the final frontier
RIBA’s new report ‘How We Live Now’ reveals the results of their survey of how people feel about their homes, and what it is that draws them to live where they do in the first place.*
‘Space standards: eight key needs of homeowners
- Long-term and short-term storage for functional items and personal possessions people have chosen to keep during their lives.
- Dedicated space for domestic utility tasks, such as vacuum cleaners, washing, drying and ironing clothes as well as storing rubbish and recycling
- Large windows for natural light, large rooms and high ceilings. These are typically referred to as ‘period features’. A ‘sense of space’ is vital to people’s wellbeing, and expectations of a new home are often shaped by the homes we have lived in previously.
- Large main living area for social functions such as eating and entertaining and relaxing. People typically prefer to have an element of open-plan layout to accommodate entertaining friends or family, regardless of age or lifestyle.
- Layouts which take into account technology used within the home. We want our homes to have enough sockets and storage for technology to enable us to arrange furniture and rooms in different layouts.
- Space for private time away from other members of the household – across all age groups, and especially where generations live together, private space makes an important contribution to our sense of wellbeing within our homes. Noise reduction within and between households is also essential.
- Private space outside or access to green public space in urban locations – this is important for wellbeing for all, and particularly crucial for families; parents like a safe place for children to play outside.
- Options for different home layouts. Despite some universal needs such as flexible space to entertain and socialise, there were different needs and expectations according to the life stage or the size and age of households and families, which meant that there was no single, standard layout that would cater for all people.’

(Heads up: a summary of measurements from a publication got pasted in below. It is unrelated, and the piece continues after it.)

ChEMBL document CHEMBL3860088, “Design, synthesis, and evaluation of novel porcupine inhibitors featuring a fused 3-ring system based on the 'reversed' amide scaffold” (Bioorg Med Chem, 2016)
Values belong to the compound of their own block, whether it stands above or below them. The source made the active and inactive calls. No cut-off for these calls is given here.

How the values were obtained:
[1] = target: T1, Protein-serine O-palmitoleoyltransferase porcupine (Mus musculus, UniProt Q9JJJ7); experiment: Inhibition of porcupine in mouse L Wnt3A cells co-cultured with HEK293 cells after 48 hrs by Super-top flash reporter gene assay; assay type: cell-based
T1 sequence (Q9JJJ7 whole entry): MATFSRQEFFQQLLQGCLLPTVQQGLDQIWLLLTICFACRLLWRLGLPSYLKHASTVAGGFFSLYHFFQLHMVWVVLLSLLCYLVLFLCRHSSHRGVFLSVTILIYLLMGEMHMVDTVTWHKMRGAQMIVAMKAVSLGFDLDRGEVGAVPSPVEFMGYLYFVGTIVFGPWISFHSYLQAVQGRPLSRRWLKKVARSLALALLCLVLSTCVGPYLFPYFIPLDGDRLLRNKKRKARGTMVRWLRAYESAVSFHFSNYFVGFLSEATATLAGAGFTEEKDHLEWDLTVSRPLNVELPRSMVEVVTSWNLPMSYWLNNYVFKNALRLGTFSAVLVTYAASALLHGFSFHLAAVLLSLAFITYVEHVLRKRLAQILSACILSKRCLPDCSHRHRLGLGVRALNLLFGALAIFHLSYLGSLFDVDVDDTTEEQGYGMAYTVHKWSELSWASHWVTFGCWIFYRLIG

My job is to design houses and flats every day, so I’m very interested in what people want in their homes. After all, if I can design a good home, people will be drawn to live there, and that’s good news for the homeowner and our clients.
What interested me was the finding that people want flexibility, but also dedicated spaces for tasks such as ironing. I can imagine that some kitchens are just too small for this, and I’ve lived in a flat where the clothes horse was kept in the living room as there wasn’t space for it anywhere else. I’m surprised that people struggle to store their vacuum cleaners; the Scottish regulations require 1m3 of storage space in a kitchen, which is difficult to achieve without some taller storage for ironing boards/mops etc.
The issue of long-term storage is also interesting. In affordable housing, I’m designing to space standards which require up to 3.5m2 of dedicated storage space in larger flats and houses. Often housing association design guides want built in wardrobes, which can offer storage space right up to the ceiling. After all, we all have photo albums, wedding dresses, spare bedding, camping equipment that we don’t need to access even on a monthly basis. There was an article on [font from which all knowledge flows] the BBC website about people who keep self storage containers for years and years because either they can’t part with their clutter, or they can’t afford a home large enough to store their treasured possessions.
There are definitely areas where I feel new build homes can improve their design in general. These are ares which I always aim for in house and flat layouts;
- space for multiple recycling bins. Most councils will give householders containers for glass, packaging, and general household non-recyclables. Often these have to go on the doorstep, which isn’t ideal.
- space for clothes drying indoors – minimum of a space in the hall or bathroom where a clothes horse will not get in the way of circulation, but better still fixings in the ceiling for a creel
- tall cupboards with space for short term storage below, and a higher cupboard up to the ceiling for long term storage
- flexibility in layout built in, with living/dining and kitchen adjacent, and a non-loadbearing partition between them the ideal.
- tall storage in the kitchen or hall for brushes, ironing board etc.
- rooms of a good proportion, which allow flexibility of furniture layout
It doesn’t take this report for us to realise that what people want varies massively depending on their family size and individual needs. Flexibility is obviously key, which is easier to achieve in larger homes.
*note the delightful ergonomes scattered about the report. Is that one admiring himself in the reflection from the window on page 6?